Linda Ronstadt revealed on Friday that she is suffering from Parkinson's disease, which has left her unable to sing. In an interview with AARP Magazine, the 67-year-old folk-rock veteran said that she had been diagnosed with the disease eight months ago.
Ronstadt said that symptoms of Parkinson's, which affects the nervous system, began appearing eight years ago, though she initially attributed her ailments to a tick bite and side effects from shoulder surgery.
"I couldn’t sing and I couldn’t figure out why," she said. "I knew it was mechanical. I knew it had to do with the muscles, but I thought it might have also had something to do with the tick disease that I had. And it didn’t occur to me to go to a neurologist. . . . Then I had a shoulder operation, so I thought that’s why my hands were trembling."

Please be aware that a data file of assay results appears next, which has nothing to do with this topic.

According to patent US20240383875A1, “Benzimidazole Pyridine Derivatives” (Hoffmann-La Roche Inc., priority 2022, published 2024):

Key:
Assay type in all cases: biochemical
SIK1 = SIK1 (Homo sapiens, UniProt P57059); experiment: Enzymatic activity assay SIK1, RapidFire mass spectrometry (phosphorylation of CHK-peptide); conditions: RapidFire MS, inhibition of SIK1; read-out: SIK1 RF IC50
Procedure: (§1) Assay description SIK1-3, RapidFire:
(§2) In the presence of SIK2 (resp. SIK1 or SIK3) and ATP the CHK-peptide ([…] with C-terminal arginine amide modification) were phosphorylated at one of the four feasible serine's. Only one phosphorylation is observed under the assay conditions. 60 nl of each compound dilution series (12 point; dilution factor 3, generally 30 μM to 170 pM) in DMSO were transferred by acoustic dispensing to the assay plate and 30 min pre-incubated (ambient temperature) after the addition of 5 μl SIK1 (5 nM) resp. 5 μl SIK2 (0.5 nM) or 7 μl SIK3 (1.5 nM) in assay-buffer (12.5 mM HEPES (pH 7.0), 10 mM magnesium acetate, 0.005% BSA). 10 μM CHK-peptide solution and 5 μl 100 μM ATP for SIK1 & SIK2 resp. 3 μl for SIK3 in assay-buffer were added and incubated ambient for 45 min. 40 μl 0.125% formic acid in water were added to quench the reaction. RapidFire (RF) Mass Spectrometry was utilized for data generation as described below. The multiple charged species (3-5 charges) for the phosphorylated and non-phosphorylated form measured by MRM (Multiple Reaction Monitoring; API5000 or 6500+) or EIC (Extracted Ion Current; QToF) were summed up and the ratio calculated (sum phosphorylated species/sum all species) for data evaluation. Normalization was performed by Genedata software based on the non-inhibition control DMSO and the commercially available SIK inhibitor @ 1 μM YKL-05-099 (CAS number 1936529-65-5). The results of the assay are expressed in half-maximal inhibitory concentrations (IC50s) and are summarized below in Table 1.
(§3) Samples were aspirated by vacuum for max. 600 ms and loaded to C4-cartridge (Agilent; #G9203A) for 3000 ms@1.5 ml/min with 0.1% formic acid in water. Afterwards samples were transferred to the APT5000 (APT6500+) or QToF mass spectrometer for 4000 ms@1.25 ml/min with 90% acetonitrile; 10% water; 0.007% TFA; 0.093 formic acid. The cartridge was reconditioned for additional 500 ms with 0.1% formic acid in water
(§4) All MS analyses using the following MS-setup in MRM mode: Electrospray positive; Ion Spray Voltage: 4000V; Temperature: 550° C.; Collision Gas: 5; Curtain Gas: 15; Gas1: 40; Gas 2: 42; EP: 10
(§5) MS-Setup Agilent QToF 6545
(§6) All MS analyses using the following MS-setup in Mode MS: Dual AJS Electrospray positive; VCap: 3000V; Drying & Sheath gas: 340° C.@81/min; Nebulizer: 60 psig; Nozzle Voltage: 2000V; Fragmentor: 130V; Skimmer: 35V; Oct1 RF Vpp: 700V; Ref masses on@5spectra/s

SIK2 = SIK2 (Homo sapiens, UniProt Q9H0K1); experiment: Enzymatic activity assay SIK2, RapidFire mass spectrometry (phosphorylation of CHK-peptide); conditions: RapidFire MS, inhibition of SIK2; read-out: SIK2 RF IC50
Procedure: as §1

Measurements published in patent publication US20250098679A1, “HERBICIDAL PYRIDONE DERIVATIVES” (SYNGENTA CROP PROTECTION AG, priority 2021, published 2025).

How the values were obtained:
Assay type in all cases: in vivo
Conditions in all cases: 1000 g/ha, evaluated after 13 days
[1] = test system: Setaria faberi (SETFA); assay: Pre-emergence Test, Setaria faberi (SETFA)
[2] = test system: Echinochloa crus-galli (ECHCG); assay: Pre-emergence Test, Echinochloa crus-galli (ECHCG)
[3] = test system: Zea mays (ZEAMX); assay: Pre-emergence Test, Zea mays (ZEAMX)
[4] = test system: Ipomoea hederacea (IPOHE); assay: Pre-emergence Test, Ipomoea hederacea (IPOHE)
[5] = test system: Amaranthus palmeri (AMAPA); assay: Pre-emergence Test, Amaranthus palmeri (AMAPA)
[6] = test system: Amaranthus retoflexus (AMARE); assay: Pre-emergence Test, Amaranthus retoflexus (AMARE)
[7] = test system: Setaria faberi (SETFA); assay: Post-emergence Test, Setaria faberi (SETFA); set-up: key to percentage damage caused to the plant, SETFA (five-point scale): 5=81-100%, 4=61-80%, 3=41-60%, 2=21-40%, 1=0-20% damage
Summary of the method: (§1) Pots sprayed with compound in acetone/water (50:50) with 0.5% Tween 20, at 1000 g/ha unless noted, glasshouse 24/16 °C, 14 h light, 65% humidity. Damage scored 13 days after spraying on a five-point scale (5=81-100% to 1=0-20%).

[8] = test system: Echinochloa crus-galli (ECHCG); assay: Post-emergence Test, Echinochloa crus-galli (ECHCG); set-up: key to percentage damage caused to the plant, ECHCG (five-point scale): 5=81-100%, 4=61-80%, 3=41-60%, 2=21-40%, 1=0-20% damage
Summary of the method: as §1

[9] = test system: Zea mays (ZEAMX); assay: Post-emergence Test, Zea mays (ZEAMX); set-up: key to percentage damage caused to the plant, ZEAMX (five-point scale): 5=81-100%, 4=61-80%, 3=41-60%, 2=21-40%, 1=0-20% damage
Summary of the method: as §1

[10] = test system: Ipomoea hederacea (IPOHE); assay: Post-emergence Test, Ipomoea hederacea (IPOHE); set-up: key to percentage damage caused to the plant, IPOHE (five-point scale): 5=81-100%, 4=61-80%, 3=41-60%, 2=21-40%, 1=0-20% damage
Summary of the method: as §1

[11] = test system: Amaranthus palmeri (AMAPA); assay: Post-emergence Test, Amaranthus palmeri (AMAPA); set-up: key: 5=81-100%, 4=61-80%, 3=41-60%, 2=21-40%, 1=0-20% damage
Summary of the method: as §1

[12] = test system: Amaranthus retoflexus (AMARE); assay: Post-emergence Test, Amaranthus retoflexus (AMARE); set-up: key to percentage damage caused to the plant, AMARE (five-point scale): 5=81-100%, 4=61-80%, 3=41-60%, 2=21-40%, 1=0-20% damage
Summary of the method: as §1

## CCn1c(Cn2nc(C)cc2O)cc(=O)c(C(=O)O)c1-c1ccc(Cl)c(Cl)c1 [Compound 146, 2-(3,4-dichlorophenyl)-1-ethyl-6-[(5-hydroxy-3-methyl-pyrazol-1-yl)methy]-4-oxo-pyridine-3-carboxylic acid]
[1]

"No one can sing with Parkinson’s disease," she said. "No matter how hard you try." She now uses poles to help her walk on uneven ground and travels with a wheelchair.
Ronstadt's new memoir, Simple Dreams, is due out on September 17th. According to AARP, she does not discuss the Parkinson's diagnosis or the loss of her voice in the book.
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This article originally appeared on Rolling Stone: Linda Ronstadt Reveals Parkinson's Diagnosis